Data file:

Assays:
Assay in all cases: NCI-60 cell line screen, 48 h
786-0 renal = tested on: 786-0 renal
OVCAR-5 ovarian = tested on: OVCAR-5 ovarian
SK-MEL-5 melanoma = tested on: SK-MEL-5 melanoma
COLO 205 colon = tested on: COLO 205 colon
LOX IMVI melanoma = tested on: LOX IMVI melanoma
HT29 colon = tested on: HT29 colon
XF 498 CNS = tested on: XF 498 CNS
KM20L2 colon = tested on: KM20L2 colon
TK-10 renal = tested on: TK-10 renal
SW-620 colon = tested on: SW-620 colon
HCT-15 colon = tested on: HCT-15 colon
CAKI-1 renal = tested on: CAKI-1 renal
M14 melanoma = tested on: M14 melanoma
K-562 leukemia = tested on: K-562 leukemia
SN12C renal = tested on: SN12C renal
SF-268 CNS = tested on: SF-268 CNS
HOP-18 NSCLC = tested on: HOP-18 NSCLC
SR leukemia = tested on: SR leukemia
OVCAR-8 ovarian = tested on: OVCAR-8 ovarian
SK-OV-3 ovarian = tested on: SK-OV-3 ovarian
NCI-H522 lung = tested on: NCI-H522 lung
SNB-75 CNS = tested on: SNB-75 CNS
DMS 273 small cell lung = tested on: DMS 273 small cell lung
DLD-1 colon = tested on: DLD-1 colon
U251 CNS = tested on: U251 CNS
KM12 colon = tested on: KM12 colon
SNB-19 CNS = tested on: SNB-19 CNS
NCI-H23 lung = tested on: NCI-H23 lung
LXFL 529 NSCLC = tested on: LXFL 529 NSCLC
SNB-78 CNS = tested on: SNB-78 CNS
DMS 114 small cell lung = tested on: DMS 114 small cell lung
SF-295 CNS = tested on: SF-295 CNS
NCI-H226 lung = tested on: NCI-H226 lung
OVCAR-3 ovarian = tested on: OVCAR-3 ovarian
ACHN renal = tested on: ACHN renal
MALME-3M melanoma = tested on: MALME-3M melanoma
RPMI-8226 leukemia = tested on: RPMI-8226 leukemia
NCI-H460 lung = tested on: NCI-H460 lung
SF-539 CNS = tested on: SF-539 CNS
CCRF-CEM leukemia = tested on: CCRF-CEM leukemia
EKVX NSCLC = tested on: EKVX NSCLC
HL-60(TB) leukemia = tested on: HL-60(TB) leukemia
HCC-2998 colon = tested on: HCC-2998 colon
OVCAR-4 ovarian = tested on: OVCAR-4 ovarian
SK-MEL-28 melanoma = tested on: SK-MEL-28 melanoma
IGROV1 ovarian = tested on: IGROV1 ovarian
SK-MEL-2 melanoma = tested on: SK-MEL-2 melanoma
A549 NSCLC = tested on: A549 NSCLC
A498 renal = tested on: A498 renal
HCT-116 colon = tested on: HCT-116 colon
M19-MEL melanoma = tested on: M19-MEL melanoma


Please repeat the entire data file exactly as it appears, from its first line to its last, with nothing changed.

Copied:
Assays:
Assay in all cases: NCI-60 cell line screen, 48 h
786-0 renal = tested on: 786-0 renal
OVCAR-5 ovarian = tested on: OVCAR-5 ovarian
SK-MEL-5 melanoma = tested on: SK-MEL-5 melanoma
COLO 205 colon = tested on: COLO 205 colon
LOX IMVI melanoma = tested on: LOX IMVI melanoma
HT29 colon = tested on: HT29 colon
XF 498 CNS = tested on: XF 498 CNS
KM20L2 colon = tested on: KM20L2 colon
TK-10 renal = tested on: TK-10 renal
SW-620 colon = tested on: SW-620 colon
HCT-15 colon = tested on: HCT-15 colon
CAKI-1 renal = tested on: CAKI-1 renal
M14 melanoma = tested on: M14 melanoma
K-562 leukemia = tested on: K-562 leukemia
SN12C renal = tested on: SN12C renal
SF-268 CNS = tested on: SF-268 CNS
HOP-18 NSCLC = tested on: HOP-18 NSCLC
SR leukemia = tested on: SR leukemia
OVCAR-8 ovarian = tested on: OVCAR-8 ovarian
SK-OV-3 ovarian = tested on: SK-OV-3 ovarian
NCI-H522 lung = tested on: NCI-H522 lung
SNB-75 CNS = tested on: SNB-75 CNS
DMS 273 small cell lung = tested on: DMS 273 small cell lung
DLD-1 colon = tested on: DLD-1 colon
U251 CNS = tested on: U251 CNS
KM12 colon = tested on: KM12 colon
SNB-19 CNS = tested on: SNB-19 CNS
NCI-H23 lung = tested on: NCI-H23 lung
LXFL 529 NSCLC = tested on: LXFL 529 NSCLC
SNB-78 CNS = tested on: SNB-78 CNS
DMS 114 small cell lung = tested on: DMS 114 small cell lung
SF-295 CNS = tested on: SF-295 CNS
NCI-H226 lung = tested on: NCI-H226 lung
OVCAR-3 ovarian = tested on: OVCAR-3 ovarian
ACHN renal = tested on: ACHN renal
MALME-3M melanoma = tested on: MALME-3M melanoma
RPMI-8226 leukemia = tested on: RPMI-8226 leukemia
NCI-H460 lung = tested on: NCI-H460 lung
SF-539 CNS = tested on: SF-539 CNS
CCRF-CEM leukemia = tested on: CCRF-CEM leukemia
EKVX NSCLC = tested on: EKVX NSCLC
HL-60(TB) leukemia = tested on: HL-60(TB) leukemia
HCC-2998 colon = tested on: HCC-2998 colon
OVCAR-4 ovarian = tested on: OVCAR-4 ovarian
SK-MEL-28 melanoma = tested on: SK-MEL-28 melanoma
IGROV1 ovarian = tested on: IGROV1 ovarian
SK-MEL-2 melanoma = tested on: SK-MEL-2 melanoma
A549 NSCLC = tested on: A549 NSCLC
A498 renal = tested on: A498 renal
HCT-116 colon = tested on: HCT-116 colon
M19-MEL melanoma = tested on: M19-MEL melanoma